Critics’ Picks

Raymond Pettibon, No Title (I followed my . . .), 1992, pen and ink on paper, 18 x 12".

Los Angeles

“Kinky Sex (Makes the World Go 'Round)”

Lizabeth Oliveria Gallery
2712 S. La Cienega Blvd.
January 20 - February 24

“We don’t even have to win this war,” snarls Jello Biafra over speakers in this group show that, not unlike the Dead Kennedys, struts and frets in ways both caustically irreverent and politically raw. The “Secretary of War” who narrates the tune (after which the show is named) outlines to another official the economic necessity of a new geopolitical conflict, a salient theme for this group of artists. Raymond Pettibon’s ink drawings are heartbreakingly human, playing off the grandiose iconography that brings men to war. In one, an image of an old soldier touching names on the Vietnam Memorial is accompanied by a rattling text composed of the titles of war films. Elsewhere, Erlea Maneros’s four deconstructed newspaper cutouts give individuality to each of the suits and soldiers swimming in the white space that surrounds them. More flippantly, Manuel Ocampo’s rough-and-ready painting Department of Homeland Security of Avant Garde Cliches, 2007, plays in the intersection of art, theory, and politics. Chris Johanson’s light-fingered echoes of Pettibon’s inked noirs employ a folksy naïveté both in content and in execution; one piece, an abstract kaleidoscope loquaciously titled Maybe Peace Is Love / Stop the Wars / Pro-activate USA in Peacefull / Co-exist Till Death Do Us Part, 2007, shows the split of the painting’s proceeds if sold (one-third to the artist, one-third to the gallery, and one-third to the ACLU).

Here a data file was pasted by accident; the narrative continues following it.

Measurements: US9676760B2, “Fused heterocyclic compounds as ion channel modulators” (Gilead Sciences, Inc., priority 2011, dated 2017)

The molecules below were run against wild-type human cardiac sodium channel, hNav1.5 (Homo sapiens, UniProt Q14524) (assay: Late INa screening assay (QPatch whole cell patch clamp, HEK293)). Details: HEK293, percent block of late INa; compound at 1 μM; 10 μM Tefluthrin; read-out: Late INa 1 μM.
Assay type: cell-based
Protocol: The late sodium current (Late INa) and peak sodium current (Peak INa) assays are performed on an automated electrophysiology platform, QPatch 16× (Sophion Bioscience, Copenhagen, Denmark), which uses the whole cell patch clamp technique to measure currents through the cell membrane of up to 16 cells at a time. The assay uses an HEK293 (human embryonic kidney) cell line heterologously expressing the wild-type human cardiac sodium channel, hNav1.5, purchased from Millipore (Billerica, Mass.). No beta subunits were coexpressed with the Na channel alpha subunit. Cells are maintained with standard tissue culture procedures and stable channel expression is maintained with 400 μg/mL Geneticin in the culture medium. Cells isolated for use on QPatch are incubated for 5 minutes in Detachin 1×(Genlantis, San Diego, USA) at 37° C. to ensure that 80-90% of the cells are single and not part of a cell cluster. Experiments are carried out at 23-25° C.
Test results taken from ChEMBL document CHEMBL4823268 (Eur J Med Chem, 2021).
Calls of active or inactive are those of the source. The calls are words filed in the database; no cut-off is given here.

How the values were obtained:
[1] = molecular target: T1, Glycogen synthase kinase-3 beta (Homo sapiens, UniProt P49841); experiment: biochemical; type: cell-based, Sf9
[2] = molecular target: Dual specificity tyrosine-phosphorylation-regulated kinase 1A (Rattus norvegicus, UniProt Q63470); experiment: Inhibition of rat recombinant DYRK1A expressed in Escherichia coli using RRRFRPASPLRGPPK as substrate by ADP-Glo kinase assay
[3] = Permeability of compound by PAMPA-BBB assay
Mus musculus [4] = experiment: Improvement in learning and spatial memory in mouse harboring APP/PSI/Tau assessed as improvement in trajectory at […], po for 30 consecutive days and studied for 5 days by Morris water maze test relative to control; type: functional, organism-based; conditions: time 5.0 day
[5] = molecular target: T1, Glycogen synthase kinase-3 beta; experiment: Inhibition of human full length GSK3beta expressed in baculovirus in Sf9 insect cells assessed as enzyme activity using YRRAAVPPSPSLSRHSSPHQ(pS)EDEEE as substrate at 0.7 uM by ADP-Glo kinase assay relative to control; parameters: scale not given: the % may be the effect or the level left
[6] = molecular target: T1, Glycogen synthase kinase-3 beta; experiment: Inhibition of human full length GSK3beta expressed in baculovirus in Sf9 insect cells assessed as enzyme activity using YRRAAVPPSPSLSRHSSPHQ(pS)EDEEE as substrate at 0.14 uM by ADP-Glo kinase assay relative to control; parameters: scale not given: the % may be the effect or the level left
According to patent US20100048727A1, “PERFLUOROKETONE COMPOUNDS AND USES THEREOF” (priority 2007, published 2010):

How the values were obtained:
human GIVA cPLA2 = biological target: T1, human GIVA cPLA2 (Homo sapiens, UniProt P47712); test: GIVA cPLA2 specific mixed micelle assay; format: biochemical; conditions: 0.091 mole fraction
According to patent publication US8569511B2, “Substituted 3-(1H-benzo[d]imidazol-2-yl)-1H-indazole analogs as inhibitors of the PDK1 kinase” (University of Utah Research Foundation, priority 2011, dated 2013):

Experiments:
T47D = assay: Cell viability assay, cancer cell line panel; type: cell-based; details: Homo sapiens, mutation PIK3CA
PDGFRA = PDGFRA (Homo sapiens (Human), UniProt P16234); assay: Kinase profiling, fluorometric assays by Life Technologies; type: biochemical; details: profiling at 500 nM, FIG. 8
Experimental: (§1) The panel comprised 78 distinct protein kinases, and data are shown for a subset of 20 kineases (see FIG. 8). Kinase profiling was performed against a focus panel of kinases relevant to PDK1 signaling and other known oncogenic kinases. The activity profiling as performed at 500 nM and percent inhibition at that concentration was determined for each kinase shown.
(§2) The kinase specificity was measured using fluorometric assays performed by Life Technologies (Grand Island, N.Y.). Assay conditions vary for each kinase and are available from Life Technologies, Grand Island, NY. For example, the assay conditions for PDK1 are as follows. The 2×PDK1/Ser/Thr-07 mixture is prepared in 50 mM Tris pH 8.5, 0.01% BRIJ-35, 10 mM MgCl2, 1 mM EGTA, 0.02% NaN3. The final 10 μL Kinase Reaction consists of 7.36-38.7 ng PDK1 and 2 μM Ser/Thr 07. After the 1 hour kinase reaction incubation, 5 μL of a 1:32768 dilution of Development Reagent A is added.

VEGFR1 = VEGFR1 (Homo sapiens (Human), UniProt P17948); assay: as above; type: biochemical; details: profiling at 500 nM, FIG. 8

Both oblique and heavy-handed, figurative and abstract, “Kinky Sex” questions the political relevance of antigovernment rhetoric in a gallery. But whether spray-painting the walls like Barry McGee’s mechanical vandal or quietly protesting as in Saul Alvarez’s photo of a lone man in a field sporting a sandwich board that reads I'LL HAVE NO PART IN YOUR END OF THE WORLD, the artists in this exhibition give necessary vent to both personal exasperation and the iconoclastic impulse.